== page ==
New research published today (24/11/20), conducted by the ESRI and funded by the Arts Council, shows that young people become less involved in cultural activities as they prepare for the Leaving Certificate and leave school. Using data from the Growing Up in Ireland study, the report charts a decline in reading for pleasure and taking music/drama/dance lessons between 13 and 17 years of age.
The findings point to striking differences by gender and family background. Young women are much more likely than young men to read for pleasure, to make music (singing/playing an instrument) and to take part in structured cultural activities (such as music/drama clubs). Young men are much more likely to spend time playing computer games. Young people from more advantaged families (with parents with degrees or in professional/managerial jobs) are more likely to read, make music and participate in structured cultural activities, and less likely to be involved in digital culture (such as computer games and watching TV, especially on weekdays).
Reading for pleasure and taking part in music/drama clubs contributes to how well young people do at school. Unequal participation in the arts and culture is therefore likely to contribute to educational inequalities.
Other key findings include:
• The most common cultural activities in which young people engage for fun or relaxation several times a week are listening to music (87 per cent), surfing the internet (86 per cent and singing/playing a musical instrument (23 per cent).
• Less than one in six (14 per cent) of young people read for pleasure several times a week.
• Almost one-quarter (23 per cent) of 17-year-olds had taken part in art, drama, dance or music clubs/groups/rehearsals in the year prior to the survey.
• The vast majority of young people spend at least some time watching TV/films, with the proportion watching TV for two or more hours a day almost doubling at the weekend (to 37 per cent). Less than half of young people play computer games regularly, with time spent on gaming also increasing at weekend (with 9 per cent during the week and 18 per cent at the weekends spending two or more hours per day).
• There is a particularly large decline in reading for pleasure over time; the proportion who never read increases from 19 per cent at 13 years to 53 per cent at 17 years.
Schools are an important arena for accessing the arts and culture:
• Young people’s access to some cultural activities (such as art or music as school subjects or after-school choir or drama) depends on the type of school they attend.
• Larger schools, fee-paying schools and single-sex girls’ schools are more likely to offer Leaving Certificate art and music and to provide a broader range of extracurricular cultural activities (such as choir and musical instrument tuition).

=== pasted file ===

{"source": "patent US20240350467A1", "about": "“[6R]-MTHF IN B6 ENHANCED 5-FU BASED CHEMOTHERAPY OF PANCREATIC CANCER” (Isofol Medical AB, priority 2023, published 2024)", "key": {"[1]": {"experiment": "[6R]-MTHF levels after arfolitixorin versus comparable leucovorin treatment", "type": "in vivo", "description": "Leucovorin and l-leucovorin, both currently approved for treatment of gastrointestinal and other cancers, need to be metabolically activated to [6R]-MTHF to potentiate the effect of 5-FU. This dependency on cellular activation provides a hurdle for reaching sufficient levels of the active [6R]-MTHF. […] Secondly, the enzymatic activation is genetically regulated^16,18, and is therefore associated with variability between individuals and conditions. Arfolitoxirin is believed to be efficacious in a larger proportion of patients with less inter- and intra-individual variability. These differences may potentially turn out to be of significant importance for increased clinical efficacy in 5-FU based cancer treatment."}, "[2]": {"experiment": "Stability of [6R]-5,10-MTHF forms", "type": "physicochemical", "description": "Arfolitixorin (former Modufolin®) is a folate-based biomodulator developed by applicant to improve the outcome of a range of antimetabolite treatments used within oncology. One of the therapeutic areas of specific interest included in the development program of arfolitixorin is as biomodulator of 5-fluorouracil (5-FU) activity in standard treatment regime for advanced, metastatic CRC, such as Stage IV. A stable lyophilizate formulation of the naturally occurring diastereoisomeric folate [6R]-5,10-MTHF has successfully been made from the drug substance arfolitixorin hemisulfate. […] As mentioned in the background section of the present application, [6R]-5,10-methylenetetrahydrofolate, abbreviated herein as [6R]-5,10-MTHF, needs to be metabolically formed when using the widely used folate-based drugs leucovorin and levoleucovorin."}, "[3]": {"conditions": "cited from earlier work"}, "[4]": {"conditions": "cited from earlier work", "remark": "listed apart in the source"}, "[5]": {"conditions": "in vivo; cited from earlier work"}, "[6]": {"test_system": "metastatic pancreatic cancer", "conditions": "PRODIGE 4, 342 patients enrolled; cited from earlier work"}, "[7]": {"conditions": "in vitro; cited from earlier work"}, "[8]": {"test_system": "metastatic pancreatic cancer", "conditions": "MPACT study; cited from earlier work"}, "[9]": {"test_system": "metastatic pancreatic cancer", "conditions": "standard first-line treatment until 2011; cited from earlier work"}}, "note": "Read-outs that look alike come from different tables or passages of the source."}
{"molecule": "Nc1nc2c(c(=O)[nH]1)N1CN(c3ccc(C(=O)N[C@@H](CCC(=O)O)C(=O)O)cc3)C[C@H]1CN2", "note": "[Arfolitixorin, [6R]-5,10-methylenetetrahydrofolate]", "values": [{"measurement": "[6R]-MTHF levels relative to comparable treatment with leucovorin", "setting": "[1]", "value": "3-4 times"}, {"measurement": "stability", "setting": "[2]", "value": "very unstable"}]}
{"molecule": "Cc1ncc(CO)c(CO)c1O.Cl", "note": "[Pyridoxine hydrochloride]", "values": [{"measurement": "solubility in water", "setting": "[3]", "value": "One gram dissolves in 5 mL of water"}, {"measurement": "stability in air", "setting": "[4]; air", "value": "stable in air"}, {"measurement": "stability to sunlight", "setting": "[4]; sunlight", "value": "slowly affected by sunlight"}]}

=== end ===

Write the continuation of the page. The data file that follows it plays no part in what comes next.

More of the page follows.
• Schools serving more disadvantaged communities (DEIS schools) are as likely as non-DEIS schools to provide extracurricular cultural activities, which helps to reduce the gap in cultural participation. Young people who had attended DEIS schools also placed a strong emphasis on the importance of art and culture in their lives and indicated how schools had helped their appreciation of culture.
Emer Smyth, report author, said:
“These findings relate to young people’s lives before the Covid-19 pandemic. Young people were already becoming less involved in the arts as they grew older. There is a real risk that school closures earlier in the year will have accelerated this decline, especially for more disadvantaged groups. It is therefore important that extracurricular activities are not forgotten as schools grapple with the challenges of providing a safe learning environment.”
Maureen Kennelly, Director of the Arts Council, said:
“The findings of the research give us pause. The decline in participation may not be surprising when we consider the busy schedules of young people preparing for their Leaving Certificate or heading into the world of work. However, as a society, are we providing sufficient time, space and encouragement for young people to be inspired, to express themselves, and to participate in our arts and cultural life at this pivotal point in their lives?
Despite the decline in participation, almost one-quarter of 17-year-olds had taken part in art, drama, dance or music clubs/groups/rehearsals in the year prior to the survey. The research also shows that life satisfaction levels are higher where young people regularly make music, go to the cinema and are involved in music/drama clubs or lessons. We need to carefully consider how Covid-19 is impacting young people’s access to these activities.
The Growing Up in Ireland data provide information on young people taking up art and music in senior cycle. But this is just one part of the picture. Many art forms are only available to young people as extra-curricular activities, and these are currently seriously curtailed. For the quarter of young people who do participate in these activities, and who gain life satisfaction from them, how are they being impacted by the absence of these vital dimensions to their lives? For those who wish to go on to higher education in arts practices not fully catered for within the school curriculum, such as dance, what are the implications for their learning and development?”
Download the full report here.
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